to the consulate in the leafy Levent neighborhood, said two people
with knowledge of the investigation. One of them, the Mövenpick Hotel
Istanbul, is a few minutes from the consulate by car.

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13-NOV-2017 :: The existential paranoia in the head of 32-year-old wannabe King is evidenced
Law & Politics


 “How can I communicate with them while they prepare for the arrival
of al-Mahdi al-Montazar?”

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More destabilising for the Kingdom is the extent to which Saudi Arabia is now demonstrably operating beyond its real strength in the region
Law & Politics


More destabilising for the Kingdom is the extent to which Saudi Arabia
is now demonstrably operating beyond its real strength in the region
as its its more adventurous foreign policy over the last three years
backfires.

The list of failures is impressive: Saudi-led bombing in Yemen since
2015 has not defeated the Houthis, but it has produced the greatest
manmade famine on earth; increased help for the Syrian armed
opposition the same year provoked Russian military intervention and
has brought President Bashar al-Assad close to victory; the quarrel
with Qatar has weakened all the Gulf monarchies; confrontation with
Iran is a conflict that can never be won.

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13-NOV-2017 :: The then 30-year-old crown prince of Saudi Arabia Mohamed bin Salman MBS arrived on the scene and immediately launched an unwinnable war in Yemen
Law & Politics


In all the history books I have read, its probably wisest to operate
on one front not two and certainly not three. The desperate impulse to
act is also up against a four- year deadline. The speed of decline in
FX reserves produces a 48 month shelf-life.

This week-end, the Baghdad Post is reporting the Kingdom has mobilised
its F-15 fighter jet fleet ito launch a military operation against
Hezbollah in Lebanon.

Geopolitical risk is biting back hard. I predict the spot crude oil
market re-price has further to run and will lift Brent crude over
$70.00 a barrel.

This is an unprecedented moment in the history of the Kingdom and the
most perilous moment for the House of Saud that I can recall. Taking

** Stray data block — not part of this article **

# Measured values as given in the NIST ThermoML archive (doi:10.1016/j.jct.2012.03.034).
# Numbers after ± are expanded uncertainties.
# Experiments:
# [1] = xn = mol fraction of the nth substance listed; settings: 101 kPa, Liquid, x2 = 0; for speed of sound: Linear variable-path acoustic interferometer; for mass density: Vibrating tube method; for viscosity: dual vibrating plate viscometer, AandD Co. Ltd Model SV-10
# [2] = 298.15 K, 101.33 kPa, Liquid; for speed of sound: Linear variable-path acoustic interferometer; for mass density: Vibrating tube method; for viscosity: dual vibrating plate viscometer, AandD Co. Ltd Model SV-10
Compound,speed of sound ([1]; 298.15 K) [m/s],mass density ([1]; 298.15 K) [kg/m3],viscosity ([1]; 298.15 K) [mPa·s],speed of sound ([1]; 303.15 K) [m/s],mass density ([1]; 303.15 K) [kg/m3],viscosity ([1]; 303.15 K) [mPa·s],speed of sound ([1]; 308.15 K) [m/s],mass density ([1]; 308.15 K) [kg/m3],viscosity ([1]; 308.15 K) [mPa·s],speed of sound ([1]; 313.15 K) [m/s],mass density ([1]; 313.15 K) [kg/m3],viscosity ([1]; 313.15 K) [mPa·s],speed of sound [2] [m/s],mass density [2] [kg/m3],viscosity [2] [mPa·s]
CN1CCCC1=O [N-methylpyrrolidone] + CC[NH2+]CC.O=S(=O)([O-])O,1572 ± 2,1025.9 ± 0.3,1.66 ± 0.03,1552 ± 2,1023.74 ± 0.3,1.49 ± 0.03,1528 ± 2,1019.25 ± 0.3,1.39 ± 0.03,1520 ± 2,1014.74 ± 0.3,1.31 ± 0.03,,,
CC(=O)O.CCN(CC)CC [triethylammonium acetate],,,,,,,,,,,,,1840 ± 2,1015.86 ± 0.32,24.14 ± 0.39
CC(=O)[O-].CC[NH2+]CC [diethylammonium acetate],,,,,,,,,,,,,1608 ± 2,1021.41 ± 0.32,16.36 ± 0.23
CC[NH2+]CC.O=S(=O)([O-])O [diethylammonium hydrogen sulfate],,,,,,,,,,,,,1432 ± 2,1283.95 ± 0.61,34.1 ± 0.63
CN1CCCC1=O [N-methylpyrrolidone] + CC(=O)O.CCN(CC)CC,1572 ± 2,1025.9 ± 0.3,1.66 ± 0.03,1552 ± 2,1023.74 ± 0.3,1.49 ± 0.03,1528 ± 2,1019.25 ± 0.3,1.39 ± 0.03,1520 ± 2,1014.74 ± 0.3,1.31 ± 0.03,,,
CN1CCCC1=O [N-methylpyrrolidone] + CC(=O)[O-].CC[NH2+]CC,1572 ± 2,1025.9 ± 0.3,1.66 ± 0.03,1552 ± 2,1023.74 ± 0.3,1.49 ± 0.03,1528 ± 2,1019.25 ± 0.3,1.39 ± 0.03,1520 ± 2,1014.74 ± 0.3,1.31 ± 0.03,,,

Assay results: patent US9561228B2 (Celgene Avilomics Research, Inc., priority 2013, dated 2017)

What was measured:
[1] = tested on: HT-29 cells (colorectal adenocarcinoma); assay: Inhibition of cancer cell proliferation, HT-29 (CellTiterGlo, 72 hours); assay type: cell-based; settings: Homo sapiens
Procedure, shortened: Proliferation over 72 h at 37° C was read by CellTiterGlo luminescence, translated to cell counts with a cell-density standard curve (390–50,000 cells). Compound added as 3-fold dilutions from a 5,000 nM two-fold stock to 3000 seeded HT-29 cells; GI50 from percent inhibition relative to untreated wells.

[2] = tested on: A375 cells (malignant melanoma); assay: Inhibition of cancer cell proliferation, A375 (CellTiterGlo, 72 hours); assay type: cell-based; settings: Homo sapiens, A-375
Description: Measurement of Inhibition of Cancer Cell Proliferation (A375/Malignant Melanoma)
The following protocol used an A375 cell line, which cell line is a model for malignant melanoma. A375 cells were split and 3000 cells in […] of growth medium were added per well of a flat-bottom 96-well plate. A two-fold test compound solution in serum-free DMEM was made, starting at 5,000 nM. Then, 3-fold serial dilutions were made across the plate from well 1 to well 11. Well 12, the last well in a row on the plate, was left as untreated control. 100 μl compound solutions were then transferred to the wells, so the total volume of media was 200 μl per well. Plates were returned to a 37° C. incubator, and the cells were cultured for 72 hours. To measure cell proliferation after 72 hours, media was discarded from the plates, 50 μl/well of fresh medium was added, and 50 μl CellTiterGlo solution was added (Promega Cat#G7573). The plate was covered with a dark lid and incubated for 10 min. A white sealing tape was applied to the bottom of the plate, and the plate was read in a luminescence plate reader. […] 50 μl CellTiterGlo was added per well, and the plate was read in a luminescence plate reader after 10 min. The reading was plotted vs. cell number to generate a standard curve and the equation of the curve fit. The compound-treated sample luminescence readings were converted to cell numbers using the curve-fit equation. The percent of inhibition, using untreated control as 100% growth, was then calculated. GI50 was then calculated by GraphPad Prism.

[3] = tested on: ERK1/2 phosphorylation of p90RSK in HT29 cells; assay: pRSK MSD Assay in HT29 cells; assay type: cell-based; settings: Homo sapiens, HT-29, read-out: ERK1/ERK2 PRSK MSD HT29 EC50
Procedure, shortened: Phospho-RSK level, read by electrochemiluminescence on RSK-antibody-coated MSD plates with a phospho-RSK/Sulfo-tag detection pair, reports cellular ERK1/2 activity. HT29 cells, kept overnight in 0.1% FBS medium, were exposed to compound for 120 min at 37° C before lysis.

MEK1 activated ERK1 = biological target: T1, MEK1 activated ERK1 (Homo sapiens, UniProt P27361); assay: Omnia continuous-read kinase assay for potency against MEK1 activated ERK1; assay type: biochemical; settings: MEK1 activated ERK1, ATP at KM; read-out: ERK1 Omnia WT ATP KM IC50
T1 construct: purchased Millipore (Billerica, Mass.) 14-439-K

on Iran looks like will the straw that breaks the camel’s back.

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King of Saudi Arabia serves at the pleasure of the @Potus - That was agreed on February 1945, when Roosevelt met with King Abdulaziz of Saudi Arabia in person aboard the USS Quincy
Africa


This grand bargain between the US president and a Saudi king
established that oil would always be denominated in Dollars and Folks
from Saddam Hussein to Chavez of Venezuela and now the high re-
presentative of the European Union for foreign affairs Federica Maria
Mogherini have all sought to break the chokehold of the petro Dollar.

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Growth in the United States remains exceptionally robust for now, powered by a procyclical fiscal expansion that may, however, weigh on US and global growth later. @IMFNews #WEO
International Trade


The steady expansion under way since mid-2016 continues, with global
growth for 2018–19 projected to remain at its 2017 level. At the same
time, however, the expansion has become less balanced and may have
peaked in some major economies.

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Currency Markets at a Glance WSJ
World Currencies


Euro 1.1557
Dollar Index 95.25
Japan Yen 112.11
Swiss Franc 0.9868
Pound 1.3222
Aussie 0.7070
India Rupee 74.395
South Korea Won 1144.75
Brazil Real 3.7565
Egypt Pound 17.9130
South Africa Rand 14.7529

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The IMF's Primary Commodities Price Index. rose 3.3 percent between February 2018 and August 2018 @IMFNews #WEO World Economic Outlook, October 2018
Commodities


The IMF’s Primary Commodities Price Index. rose 3.3 percent between
February 2018 and August 2018—that is, between the reference periods
for the April 2018 and the current WEO—driven by higher energy prices
(Figure 1.2). As discussed in the Com- modities Special Feature, the
energy subindex rose 11.1 percent. Food prices were down 6.4 percent,
and the metals subindex declined 11.7 percent.

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Emerging Markets


He added that with advancing technology, it will be "hard for them to
move up the value chain the way that other countries have done in the
past." In addition to that, rising U.S. interest rates will continue
to put pressure on emerging market assets.

Economies with more significant fiscal deficits and less credible